Our independent 2021 Peugeot 508 review in Australia, including price, specs, interior, ride and handling, safety and score.

Peugeot’s new 508 might just be one of the most wonderful sedans (and available wagon) on the market without a six-figure price tag. Of course, it takes more than just lust for looks to lure a buyer’s pen onto the dotted line…so what else does the 508 offer?


Well, um, it’s a lot. $57,490 before on-road costs if the badge hasn’t grabbed you already. That’s not to say you don’t get a lot of stuff, becuase the 508 arrives here packed to the fangs with stuff, such as 18-inch alloys, a 10-speaker stereo, dual-zone climate control, front and reversing cameras, keyless entry and start, active cruise control, powered front seats with heating and massaging functions, sat nav, auto parking (steering), auto LED headlights with auto high beam, Nappa leather seats, auto wipers, a solid safety package and a space-saver spare.


You will also know how much the car will cost to service before you roll in, at leaset for the first five services. Only problem is, they’ll cost no less than $600 and up to nearly $900 per service. Thankfully the service intervals are 12 months or 20,000km, but those service costs aren’t cheap. Not AMG expensive, no, but not cheap either. The only really obvious competitor, the Kia Stinger GT-Line (with its 2.0-litre turbo engine) costs roughly the same over seven services.


Beautiful. Peugeot doesn’t always get the combination of aggression and beauty quite right, but 508 is very close to being perfectly beautiful. The front end’s aggression is quite literally bracketed by the fang-like LED lights that reach down into the bumper creating a very impressive and futuristic look when you’re coming down a dark road at night.

The long flowing lines nod to the classic proportions of compatriot company DS, but aren’t quite so avant-garde. It’s a real head-turner, and that wide-looking backside (courtesy of smoked lens lights that blend into the boot trim) makes the car look mean and purposeful.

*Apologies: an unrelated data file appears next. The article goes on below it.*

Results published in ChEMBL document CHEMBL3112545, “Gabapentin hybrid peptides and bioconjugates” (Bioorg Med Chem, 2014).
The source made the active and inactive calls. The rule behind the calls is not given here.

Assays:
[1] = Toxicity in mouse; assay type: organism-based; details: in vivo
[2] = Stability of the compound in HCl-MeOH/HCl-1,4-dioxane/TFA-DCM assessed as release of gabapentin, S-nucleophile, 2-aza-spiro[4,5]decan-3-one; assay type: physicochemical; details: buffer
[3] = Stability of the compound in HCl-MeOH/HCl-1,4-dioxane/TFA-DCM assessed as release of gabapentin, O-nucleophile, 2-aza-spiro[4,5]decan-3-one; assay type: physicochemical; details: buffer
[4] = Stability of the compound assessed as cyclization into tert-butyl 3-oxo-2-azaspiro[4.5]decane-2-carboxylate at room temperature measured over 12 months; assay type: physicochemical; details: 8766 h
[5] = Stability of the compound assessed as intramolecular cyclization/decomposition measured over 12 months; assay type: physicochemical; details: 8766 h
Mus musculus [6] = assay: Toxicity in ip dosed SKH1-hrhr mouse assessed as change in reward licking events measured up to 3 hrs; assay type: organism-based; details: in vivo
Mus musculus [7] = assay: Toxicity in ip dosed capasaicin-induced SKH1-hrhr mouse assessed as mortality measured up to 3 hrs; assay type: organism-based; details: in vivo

Inside is properly avant-garde. From Peugeot’s i-Cockpit (teeny steering wheel, high dashboard) to the materials choices and bold shapes, it’s a dead-set winner. While not as nice as the 3008’s – somehow – there’s a lot lot to like in the way it’s designed. I’m a bit sad about the shortcut keys being plastic rather than whatever is in the 3008, but that’s about all I have to complain about. Apart from, you know, the media software.


The big screen in the dash runs Peugeot’s less-than-stellar media and configuration system. You do a lot in the screen because there are so few buttons and dials and the problem is, the system isn’t very good. Once you’re into Apple CarPlay or Android Auto, the hardware shows its hand but you quickly realise when you’re prodding about in the the Peugeot stuff that the software isn’t really up to it.

The stereo is a proper thumper, though, with good sound from the speakers.


Like other newer Peugeots, storage is quite useful in the 508. Both front and rear rows score usable cupholders (some French cars are very much not on board with you having cups of coffee in the car with you) and there’s a space under the dash for your phone, which also has a wireless charger. Another phone sized slot sits under the driver’s elbow and is covered by a side-hinged door.

The boot starts at a creditable 487 litres and expands with the seats down to a whopping 1547 litres. Obviously the fast glass means the boot aperture is small, so don’t get too ambitious with bulky item purchases at Ikea.


AS there’s only one spec, you only get one engine, Peugeot’s punky 1.6-litre four-cylinder turbo. It spins up an impressive 165kW and 300Nm from its small capacity and is part of the French maker’s excellent engine line-up.